• I booked this film for my local theater during a soccer tournament weekend. Having had good results in the past with Bend it Like Beckham and Goal!, I expected good crowds for what I thought was going to be a pretty good movie. This was not the case. This is more a coming of age film than a sports film and is definitely not appropriate for pre-teens. I was embarrassed to sit in the audience with my 11 year old daughter and watch scenes of teen sex in autos and alleyways. Even though nothing was actually shown, the suggestive scenes were graphic enough to prompt me to have a conversation with my daughter about proper dating behavior.

    Aside from my concerns about the appropriateness of the film for pre-teens, the characters were underdeveloped (e.g. no mention or development of the Dad's former soccer star status), there were continuity errors, such as using the word "suck" in an era when it was not used, and at least one half of the film was a complete downer. So much more could have been done with this story that should have felt triumphant, but didn't.
  • I really wanted to give this movie a fair shake since Schroder was from Valparaiso, Indiana (my home town). But, alas, I can't. Although there are moments when I feel the film began to carry a decent storyline but all too often it drags into generic scenes and dry dialog. One big problem was the father character that continually seemed lackluster and unreal. I felt the plot and storyline were both cellophane thin and I was bored time after time with uninteresting characters. This, to me, was a, "how to not make a sports movie." I suppose credit should be given for something and with that I'll compliment the credits at the end of this mediocre film for giving it a home spun touch that was worth a nickle. Anyone who rates this higher than a 4 has got to be friend or family. It just doesn't fill the bill as a true and genuine "sports flick."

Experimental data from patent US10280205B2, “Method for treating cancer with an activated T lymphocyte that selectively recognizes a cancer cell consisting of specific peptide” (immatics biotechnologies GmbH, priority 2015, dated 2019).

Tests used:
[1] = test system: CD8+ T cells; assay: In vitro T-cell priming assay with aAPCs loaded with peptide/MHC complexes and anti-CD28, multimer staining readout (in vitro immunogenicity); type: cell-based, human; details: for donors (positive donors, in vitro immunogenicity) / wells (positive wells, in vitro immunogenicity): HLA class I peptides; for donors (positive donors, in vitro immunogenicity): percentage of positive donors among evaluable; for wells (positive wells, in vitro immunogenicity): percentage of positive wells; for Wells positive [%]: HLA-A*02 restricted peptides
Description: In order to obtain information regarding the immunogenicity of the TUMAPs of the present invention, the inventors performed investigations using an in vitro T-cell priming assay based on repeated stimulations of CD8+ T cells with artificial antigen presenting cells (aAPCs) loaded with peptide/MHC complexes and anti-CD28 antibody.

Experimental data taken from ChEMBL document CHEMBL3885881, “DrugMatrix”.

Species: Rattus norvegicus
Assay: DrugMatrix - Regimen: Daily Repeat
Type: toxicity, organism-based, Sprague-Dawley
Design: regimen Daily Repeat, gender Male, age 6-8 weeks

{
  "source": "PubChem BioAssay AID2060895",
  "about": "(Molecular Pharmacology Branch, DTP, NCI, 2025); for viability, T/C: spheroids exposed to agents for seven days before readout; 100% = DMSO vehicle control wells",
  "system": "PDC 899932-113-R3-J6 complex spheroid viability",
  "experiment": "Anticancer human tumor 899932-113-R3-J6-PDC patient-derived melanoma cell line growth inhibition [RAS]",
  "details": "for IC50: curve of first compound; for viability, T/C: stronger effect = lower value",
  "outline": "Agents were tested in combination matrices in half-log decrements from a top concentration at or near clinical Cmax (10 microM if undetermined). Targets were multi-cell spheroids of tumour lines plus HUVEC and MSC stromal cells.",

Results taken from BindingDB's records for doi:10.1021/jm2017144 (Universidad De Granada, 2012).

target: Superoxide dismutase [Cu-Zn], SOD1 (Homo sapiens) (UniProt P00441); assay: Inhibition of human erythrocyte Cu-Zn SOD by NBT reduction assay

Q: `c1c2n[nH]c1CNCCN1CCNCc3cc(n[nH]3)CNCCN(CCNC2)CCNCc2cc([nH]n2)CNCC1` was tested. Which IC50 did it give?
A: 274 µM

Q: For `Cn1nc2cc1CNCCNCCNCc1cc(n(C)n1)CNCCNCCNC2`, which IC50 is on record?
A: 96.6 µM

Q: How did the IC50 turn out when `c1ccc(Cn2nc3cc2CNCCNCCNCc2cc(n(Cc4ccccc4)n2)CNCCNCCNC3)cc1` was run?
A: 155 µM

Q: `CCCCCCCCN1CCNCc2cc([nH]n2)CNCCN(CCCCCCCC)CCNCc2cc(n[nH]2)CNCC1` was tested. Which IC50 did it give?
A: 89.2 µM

• Gracie is an important milestone, being true, in the rise of women's sport. The obvious comparison is Rudy (1993), and perhaps Bend It Like Beckham, as well as Eddie The Eagle (2016). If you had all four movies you could make a delightful day of it! Apart from the inspirational determination to make the team, which is inspiring, Gracie is also a pretty accurate take on family dynamics and teen rivalry. This is one of those movies where you can't go wrong.
  • annevejb24 June 2013
    Carly Schroeder. I consider Lizzie McGuire to have some retrograde aspects, grit stemming from the blatant vengeance culture approach of Lizzie's family. It was a step towards me considering modern Disney to be highly suspicious, but a few years on and I have to find Disney's Lizzie McGuire, also Nickelodeon's Zoey 101, still to be head and shoulders better than most other television series for kids that I have on DVD. Carly occasionally appearing as 'Melanoma', a memorable and very beautiful but scary friend of Lizzie's scary little brother.

    The past two years I have looked to see if Carly had anything else out on disk. I found Firewall, which did not appeal to me. Now I have obtained this.